The code also urges routine monitoring for signs of tail-biting and “corrective action” where needed, such as to fix possible contributing factors, remove a tail-biter or add rooting and/or more “physical enrichment” in a pen.
(The new code also says pigs must be provided with “multiple forms of enrichment” meant to improve welfare through “enhancement of their physical and social environments.”)
The need to clip piglets’ teeth “must be evaluated, and the procedure performed only when deemed necessary,” the new code said. Routine teeth clipping — done on piglets to reduce injury to littermates and/or a sow from “needle” teeth — is “less common” today and can cause discomfort or infections when done improperly, the code noted.
The code also weighs in on the practice of ear notching to identify breeding animals, saying the practice is “considered to be painful,” while other methods, such as ear tattoos, cause stress in pigs but that can be managed through “refinement of equipment and techniques.”
Ear notching, the new code said, “must only be performed on piglets when deemed necessary and when piglets are less than 14 days of age.”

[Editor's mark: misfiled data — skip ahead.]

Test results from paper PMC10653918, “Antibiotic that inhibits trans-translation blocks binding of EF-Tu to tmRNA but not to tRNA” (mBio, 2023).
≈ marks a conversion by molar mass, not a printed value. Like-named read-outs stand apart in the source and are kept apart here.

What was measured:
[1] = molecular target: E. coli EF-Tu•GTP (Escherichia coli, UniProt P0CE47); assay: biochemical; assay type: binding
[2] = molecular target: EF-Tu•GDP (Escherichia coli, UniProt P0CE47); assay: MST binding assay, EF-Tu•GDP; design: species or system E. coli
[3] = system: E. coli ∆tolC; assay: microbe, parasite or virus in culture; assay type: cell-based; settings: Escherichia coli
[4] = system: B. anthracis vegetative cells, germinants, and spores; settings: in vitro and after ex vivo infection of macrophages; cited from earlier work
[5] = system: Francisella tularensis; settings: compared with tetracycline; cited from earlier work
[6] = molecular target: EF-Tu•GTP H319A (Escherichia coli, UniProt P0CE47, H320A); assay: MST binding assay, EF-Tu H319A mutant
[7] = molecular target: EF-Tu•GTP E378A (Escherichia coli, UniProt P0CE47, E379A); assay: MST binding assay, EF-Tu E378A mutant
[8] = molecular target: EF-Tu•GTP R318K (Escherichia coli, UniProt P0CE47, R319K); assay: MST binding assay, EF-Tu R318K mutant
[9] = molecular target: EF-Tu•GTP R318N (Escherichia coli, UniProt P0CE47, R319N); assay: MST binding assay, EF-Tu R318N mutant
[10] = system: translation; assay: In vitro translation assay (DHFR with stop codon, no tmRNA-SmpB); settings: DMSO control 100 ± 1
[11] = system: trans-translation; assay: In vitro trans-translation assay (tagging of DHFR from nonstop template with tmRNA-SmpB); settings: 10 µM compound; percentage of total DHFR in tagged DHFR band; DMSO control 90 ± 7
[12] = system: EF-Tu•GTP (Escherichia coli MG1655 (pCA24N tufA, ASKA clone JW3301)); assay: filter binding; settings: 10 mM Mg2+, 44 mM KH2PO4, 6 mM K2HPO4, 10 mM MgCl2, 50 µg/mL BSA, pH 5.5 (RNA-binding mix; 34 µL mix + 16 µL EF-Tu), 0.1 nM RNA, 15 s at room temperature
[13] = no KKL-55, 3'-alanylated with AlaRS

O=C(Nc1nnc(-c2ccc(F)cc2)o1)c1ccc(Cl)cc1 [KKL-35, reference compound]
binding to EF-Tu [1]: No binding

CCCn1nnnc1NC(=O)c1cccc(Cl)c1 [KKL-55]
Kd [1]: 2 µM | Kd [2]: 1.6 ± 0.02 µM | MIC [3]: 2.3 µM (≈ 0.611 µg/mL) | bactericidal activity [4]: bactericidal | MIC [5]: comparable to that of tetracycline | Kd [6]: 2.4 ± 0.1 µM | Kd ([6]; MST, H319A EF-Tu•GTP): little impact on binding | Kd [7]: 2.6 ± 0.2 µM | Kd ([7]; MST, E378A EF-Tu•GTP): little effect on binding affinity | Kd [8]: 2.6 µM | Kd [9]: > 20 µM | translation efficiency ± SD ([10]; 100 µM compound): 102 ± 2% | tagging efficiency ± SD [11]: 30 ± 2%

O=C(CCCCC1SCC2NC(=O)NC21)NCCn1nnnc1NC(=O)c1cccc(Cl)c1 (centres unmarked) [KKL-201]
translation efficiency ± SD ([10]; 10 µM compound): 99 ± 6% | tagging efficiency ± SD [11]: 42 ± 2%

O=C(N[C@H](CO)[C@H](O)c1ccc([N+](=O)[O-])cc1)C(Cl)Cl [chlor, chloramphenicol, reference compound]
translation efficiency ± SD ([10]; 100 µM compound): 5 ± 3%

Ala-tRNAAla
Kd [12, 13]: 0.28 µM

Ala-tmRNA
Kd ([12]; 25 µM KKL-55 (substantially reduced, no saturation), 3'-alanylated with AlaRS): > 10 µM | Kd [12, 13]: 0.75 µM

The code also aims to limit use of electric prods as a “last resort and never as the primary driving device” in handling hogs, as opposed to “humane” toold such as chase boards and shakers.
If needed, electric prods should only be used on a lead hog’s back and hind quarters and never in the anal and genital areas — and only when there is a clear path for a hog to move forward. Electric prods also must not be used in the finishing pen, nor on piglets, nor nursery, distressed, sick or injured pigs, the code said.
Pigs also “must not be tethered as part of their normal housing systems,” according to the new code, which also prohibits the use of nose rings in hogs. — AGCanada.com Network